2. HELMETS: Here is what the Highway Traffic Act says when it comes to wearing helmets on a motorcycle or on a bike:

Motorcycle and bicycle helmets

Motorcyclists to wear helmet

104. (1) No person shall ride or operate a motorcycle or motor assisted bicycle on a highway unless the person is wearing a helmet that complies with the regulations and the chin strap of the helmet is securely fastened under the chin.


(2) No person shall carry a passenger who is under sixteen years of age on a motorcycle on a highway unless the passenger is wearing a helmet that complies with the regulations and the chin strap of the helmet is securely fastened under the chin.

Bicyclists to wear helmet

(2.1) Subject to subsection 103.1 (2), no person shall ride or operate a bicycle on a highway unless the person is wearing a bicycle helmet that complies with the regulations and the chin strap of the helmet is securely fastened under the chin.

Duty of parent or guardian

(2.2) No parent or guardian of a person under sixteen years of age shall authorize or knowingly permit that person to ride a bicycle, other than a power-assisted bicycle, on a highway unless the person is wearing a bicycle helmet as required by subsection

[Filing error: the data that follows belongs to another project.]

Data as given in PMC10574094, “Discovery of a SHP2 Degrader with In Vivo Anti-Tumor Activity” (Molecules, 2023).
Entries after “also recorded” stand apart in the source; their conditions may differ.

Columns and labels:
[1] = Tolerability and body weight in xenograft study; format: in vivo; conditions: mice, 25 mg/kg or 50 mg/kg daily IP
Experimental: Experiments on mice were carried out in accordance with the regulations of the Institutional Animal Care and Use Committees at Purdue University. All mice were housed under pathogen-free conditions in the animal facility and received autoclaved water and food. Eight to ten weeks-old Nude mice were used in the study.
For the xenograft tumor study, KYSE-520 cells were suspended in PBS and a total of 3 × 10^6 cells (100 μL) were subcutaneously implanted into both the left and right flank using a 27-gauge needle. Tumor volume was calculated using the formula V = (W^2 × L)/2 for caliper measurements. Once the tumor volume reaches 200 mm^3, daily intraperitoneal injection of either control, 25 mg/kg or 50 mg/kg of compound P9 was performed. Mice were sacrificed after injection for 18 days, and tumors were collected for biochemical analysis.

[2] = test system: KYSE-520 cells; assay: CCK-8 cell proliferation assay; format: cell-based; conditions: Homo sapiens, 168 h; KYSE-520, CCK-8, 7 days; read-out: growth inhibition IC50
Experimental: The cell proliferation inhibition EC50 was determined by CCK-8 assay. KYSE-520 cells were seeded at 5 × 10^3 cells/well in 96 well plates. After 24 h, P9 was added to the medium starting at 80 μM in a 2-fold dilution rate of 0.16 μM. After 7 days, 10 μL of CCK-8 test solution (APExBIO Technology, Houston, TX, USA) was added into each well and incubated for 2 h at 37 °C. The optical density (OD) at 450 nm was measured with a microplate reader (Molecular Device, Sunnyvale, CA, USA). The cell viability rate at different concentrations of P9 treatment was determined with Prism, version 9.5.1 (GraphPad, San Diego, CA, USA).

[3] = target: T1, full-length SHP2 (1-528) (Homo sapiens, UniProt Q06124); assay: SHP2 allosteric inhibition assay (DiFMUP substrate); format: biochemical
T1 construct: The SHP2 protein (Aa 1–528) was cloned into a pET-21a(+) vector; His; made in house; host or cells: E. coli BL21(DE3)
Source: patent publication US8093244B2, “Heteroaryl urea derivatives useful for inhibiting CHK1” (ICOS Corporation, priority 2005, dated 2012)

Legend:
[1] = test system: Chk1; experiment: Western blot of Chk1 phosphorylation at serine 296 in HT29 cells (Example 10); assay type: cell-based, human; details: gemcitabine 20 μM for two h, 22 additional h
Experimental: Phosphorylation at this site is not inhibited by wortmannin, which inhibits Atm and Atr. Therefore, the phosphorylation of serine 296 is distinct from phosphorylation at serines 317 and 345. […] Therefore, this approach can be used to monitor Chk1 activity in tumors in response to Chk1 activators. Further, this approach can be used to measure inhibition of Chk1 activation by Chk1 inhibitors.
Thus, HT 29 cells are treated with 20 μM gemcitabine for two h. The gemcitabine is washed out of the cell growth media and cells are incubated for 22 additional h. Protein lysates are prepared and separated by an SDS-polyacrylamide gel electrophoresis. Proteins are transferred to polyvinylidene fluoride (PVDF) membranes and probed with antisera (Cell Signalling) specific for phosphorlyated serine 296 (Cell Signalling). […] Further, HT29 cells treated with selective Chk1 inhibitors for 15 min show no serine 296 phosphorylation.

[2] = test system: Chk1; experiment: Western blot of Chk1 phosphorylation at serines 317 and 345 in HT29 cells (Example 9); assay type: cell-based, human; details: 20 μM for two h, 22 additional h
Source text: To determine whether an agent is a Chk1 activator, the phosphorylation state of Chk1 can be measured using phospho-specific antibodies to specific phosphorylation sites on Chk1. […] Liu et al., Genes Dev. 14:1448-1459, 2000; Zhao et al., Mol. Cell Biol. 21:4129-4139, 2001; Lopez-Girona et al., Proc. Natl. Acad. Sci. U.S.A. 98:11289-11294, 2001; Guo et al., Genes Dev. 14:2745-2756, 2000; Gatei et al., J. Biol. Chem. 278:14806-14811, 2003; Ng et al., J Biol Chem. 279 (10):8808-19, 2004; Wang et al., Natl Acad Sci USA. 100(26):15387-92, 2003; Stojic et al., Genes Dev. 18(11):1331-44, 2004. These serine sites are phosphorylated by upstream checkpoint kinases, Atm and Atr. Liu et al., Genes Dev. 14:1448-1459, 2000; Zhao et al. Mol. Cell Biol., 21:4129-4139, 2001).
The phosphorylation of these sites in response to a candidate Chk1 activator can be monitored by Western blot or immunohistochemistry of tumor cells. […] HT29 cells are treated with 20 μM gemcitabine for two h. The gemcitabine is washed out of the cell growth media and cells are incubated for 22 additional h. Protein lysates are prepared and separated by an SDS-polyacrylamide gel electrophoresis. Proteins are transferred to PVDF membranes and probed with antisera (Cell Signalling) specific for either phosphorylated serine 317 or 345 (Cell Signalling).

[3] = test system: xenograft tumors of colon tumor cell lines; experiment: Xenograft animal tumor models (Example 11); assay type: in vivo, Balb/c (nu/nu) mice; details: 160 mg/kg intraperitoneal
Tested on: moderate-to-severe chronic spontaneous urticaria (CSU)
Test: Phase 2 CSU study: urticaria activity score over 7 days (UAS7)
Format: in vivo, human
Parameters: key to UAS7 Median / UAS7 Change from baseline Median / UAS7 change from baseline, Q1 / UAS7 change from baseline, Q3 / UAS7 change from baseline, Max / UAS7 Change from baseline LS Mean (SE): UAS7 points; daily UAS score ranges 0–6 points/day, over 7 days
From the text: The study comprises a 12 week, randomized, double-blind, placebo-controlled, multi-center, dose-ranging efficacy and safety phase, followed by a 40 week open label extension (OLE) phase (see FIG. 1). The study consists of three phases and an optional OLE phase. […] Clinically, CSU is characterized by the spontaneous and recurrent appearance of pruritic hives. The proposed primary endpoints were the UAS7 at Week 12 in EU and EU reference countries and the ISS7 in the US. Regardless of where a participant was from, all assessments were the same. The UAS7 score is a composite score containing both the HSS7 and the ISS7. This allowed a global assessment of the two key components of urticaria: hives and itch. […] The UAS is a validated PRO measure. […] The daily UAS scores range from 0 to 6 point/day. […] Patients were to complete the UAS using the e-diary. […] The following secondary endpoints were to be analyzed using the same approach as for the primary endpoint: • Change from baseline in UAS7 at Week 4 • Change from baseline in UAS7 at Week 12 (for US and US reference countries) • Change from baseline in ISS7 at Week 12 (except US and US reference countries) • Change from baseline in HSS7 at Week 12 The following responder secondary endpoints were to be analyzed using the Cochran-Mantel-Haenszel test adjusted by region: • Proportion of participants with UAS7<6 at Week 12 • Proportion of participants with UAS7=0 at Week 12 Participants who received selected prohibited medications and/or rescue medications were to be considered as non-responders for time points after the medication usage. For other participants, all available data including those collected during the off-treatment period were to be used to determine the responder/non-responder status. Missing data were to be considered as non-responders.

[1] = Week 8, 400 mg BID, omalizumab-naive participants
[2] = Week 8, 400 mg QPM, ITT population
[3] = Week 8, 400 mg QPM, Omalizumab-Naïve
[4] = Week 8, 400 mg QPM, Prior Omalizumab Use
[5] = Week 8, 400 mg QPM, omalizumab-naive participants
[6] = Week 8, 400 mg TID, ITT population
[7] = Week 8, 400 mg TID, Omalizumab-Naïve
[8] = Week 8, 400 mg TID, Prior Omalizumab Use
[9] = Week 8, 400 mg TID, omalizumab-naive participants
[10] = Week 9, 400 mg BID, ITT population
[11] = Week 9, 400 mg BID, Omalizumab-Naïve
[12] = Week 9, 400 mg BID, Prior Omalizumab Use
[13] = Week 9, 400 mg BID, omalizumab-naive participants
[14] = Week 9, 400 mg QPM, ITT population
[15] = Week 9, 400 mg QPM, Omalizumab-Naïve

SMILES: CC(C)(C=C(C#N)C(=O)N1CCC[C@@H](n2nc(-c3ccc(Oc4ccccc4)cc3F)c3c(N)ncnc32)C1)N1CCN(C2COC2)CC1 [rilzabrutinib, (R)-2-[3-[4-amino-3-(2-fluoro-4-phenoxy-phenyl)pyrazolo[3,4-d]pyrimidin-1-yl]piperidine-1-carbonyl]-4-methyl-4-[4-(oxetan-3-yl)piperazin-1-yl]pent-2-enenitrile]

The term “Highway” is a term of art under the Highway Traffic Act. That means that “highway” doesn’t mean exactly what you think it means. Under the Act, Highway is defined as:bL_February_2016.indd

highway” includes a common and public highway, street, avenue, parkway, driveway, square, place, bridge, viaduct or trestle, any part of which is intended for or used by the general public for the passage of vehicles and includes the area between the lateral property lines thereof

Here’s a great law from s.178(2) of the Highway Traffic Act specifically for 2 people riding on a 1 person bike:

Bicycle passengers

(2) No person riding or operating a bicycle designed for carrying one person only shall carry any other person thereon.

There are plenty of other laws which relate specifically to motorcycle and bike accidents in Ontario which you probably aren’t familiar with because they often aren’t enforced by local police. But, these laws are available to the police whenever they’d like to use them. We have seen a lot of cases whereby cyclists are ticketed for riding their bikes on the sidewalk, even though they’ve been injured by a negligent motorist in a car accident. The police will look to ticket to cyclist for riding on the side walk. Our personal injury lawyers have seen at least 4 of those cases in London, ON were the London City Police have been aggressive in issuing these tickets even though the cyclist appears to have done nothing wrong other than ride their bike on the sidewalk. Even though a motorist may have ran a red light, the police are still aggressive in issuing these sort of tickets.

Is that fair? No, it’s not. But when you’re riding your bike or motorcycle, one wrong turn can spell the difference between a nice leisurely drive and a serious accident; so be careful.